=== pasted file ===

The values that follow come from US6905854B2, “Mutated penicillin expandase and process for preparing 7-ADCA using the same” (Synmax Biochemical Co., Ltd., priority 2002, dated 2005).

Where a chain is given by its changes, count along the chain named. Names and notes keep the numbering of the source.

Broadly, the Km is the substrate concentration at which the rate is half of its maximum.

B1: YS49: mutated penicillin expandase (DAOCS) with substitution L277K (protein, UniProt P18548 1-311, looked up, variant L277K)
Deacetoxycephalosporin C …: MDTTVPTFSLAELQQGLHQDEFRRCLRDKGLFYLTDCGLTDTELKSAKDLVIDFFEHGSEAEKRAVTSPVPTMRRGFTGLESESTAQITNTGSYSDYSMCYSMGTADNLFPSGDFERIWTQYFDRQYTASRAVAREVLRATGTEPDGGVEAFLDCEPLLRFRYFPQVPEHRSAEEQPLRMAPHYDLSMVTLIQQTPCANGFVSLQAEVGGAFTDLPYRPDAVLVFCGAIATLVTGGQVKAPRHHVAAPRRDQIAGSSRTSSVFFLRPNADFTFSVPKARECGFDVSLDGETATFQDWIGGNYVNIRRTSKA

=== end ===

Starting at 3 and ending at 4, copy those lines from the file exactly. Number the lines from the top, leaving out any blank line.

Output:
Broadly, the Km is the substrate concentration at which the rate is half of its maximum.

B1: YS49: mutated penicillin expandase (DAOCS) with substitution L277K (protein, UniProt P18548 1-311, looked up, variant L277K)